Name your topic or sections

Use sentence-style capitalization for chapter names, topic titles, and section headings. See Capitalization.

Include the product name in every H1. If the product name is very long, use an approved abbreviation. You don't need to repeat the product name in every H2 and H3 on a page.

Don't use numbers in headings to indicate a sequence unless you're listing parts of a tutorial. Only use numbers in a heading if they are part of a name, like "SPL2". See Numbers in headings.

As a guideline, use the following moods and phrases in your titles and headings for the type of content you're writing:

Type of content Mood or phrase to use Examples
Task information Imperative mood. Use command verbs in the present tense, such as "edit" or "modify".
Configure correlation searches
Configuring correlation searches
Reference information Noun phrase
Search commands
ITSI REST API reference
Using search commands
Using the ITSI REST API reference
Conceptual information Gerund phrase or noun phrase
Installing Splunk Enterprise
The redistribute command
How to install Splunk Enterprise
Use the redistribute command
Scenario-based content Third-person point of view. Use indicative verbs after a persona's name, such as "troubleshoots" or "monitors".
Scenario: Kai schedules a weekend shift
Scenario: Sasha investigates performance issues
Use case: Schedule a weekend shift
Investigate performance issues

Topic title and section heading examples

The following table shows examples of good topic titles and section headings:

Original title A clearer, more descriptive title
Import entities Import entities into ITSI from a CSV file
Use setup pages Enable first-run configuration with setup pages in Splunk Cloud Platform or Splunk Enterprise
About the Splunk App for CEF How the Splunk App for CEF works
Configure inputs Configure inputs for the Splunk Add-on for AWS

Name your topic in the table of contents

Some Splunk docs authoring platforms allow you to use a name for your topic in the table of contents that is different from the topic title. It's okay to abbreviate long topic titles in the table of contents (TOC) by leaving out the product name, but don't change the primary verb and object of the title. If the name in the TOC is too different from the topic title, readers aren't sure if they're in the right topic when they select one in the TOC.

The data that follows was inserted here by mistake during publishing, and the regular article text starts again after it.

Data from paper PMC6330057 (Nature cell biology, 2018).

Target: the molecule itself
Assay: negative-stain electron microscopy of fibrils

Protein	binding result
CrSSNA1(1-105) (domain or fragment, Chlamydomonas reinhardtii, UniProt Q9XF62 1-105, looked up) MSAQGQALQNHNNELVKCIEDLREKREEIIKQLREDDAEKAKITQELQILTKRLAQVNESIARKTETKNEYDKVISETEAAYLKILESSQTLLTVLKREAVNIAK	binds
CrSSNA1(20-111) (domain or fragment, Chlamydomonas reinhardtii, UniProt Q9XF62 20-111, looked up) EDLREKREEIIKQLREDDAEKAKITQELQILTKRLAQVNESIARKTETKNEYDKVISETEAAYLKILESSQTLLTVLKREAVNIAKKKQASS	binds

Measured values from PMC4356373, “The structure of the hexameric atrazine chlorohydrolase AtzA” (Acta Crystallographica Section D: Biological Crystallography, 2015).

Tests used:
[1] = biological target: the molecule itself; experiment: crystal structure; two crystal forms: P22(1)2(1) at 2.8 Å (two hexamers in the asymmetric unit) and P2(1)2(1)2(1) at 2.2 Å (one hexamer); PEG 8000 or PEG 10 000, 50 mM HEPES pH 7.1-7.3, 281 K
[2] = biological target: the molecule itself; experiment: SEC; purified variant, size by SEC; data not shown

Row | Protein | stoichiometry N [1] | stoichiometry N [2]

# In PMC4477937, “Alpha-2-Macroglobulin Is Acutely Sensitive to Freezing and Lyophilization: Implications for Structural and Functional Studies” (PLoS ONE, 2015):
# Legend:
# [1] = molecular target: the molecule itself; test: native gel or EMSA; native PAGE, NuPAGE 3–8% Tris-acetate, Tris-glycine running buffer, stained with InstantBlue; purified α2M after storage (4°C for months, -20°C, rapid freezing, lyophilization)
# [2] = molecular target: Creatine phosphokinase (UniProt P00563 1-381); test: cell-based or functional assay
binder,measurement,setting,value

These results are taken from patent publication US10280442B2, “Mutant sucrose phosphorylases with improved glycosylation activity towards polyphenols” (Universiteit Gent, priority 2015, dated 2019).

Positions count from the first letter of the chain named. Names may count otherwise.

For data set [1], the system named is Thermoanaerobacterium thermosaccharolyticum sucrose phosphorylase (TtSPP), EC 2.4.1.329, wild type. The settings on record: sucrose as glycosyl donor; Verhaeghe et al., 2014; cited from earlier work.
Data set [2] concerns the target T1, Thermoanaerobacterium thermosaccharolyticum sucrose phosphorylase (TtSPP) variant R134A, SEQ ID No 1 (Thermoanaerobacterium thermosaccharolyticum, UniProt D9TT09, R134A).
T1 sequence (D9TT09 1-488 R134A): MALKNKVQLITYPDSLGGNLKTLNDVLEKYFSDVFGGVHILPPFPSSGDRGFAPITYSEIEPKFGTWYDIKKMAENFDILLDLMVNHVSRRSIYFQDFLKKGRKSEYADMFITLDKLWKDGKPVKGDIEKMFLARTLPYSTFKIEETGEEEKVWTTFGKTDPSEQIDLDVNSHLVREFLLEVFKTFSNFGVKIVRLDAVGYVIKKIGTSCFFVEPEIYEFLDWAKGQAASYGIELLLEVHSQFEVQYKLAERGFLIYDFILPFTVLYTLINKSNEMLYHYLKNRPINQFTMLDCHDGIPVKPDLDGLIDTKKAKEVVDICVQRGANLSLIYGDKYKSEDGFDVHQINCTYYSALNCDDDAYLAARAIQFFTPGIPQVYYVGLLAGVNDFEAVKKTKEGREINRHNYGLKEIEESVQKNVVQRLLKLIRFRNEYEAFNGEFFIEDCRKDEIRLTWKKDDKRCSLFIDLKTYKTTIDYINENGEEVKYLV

Mood and phrasing cue the reader into the type of content they're about to read, so don't change the mood or phrasing of the topic title in the TOC. For example, if the topic title is written in the imperative mood, don't rephrase the title as a noun phrase or gerund in the TOC.

The following table shows examples of topic titles and correct and incorrect examples of TOC names:

Topic title Correct example of TOC name Incorrect example of TOC name
Install the Browser RUM agent for Splunk RUM Install the Browser RUM agent Install the instrumentation
Configure the Splunk Browser RUM instrumentation Configure the instrumentation Configuring instrumentation
Manually instrument browser-based web applications Manually instrument the application Manual instrumentation
Add navigation to an app in Splunk Cloud Platform or Splunk Enterprise Add navigation to an app Adding navigation

Context-friendly headings

Write headings that users can understand without the context of the surrounding topics or related sections, and consider what happens if they land on a topic from a search. For example, don't include numbered steps in titles or headings, such as "Step 5: Move the cursor" because it relies on the topics around it. A supertask might be a better way to organize your content than to include numbered steps in the title or heading.

Can I write a title or heading in the form of a question?

You can write topic titles or section headings in the form of a question, but use this format sparingly.

Last modified on 09 January, 2024
Referring to third-party companies and products
UI text style guidelines

This documentation applies to the following versions of Splunk® Style Guide: current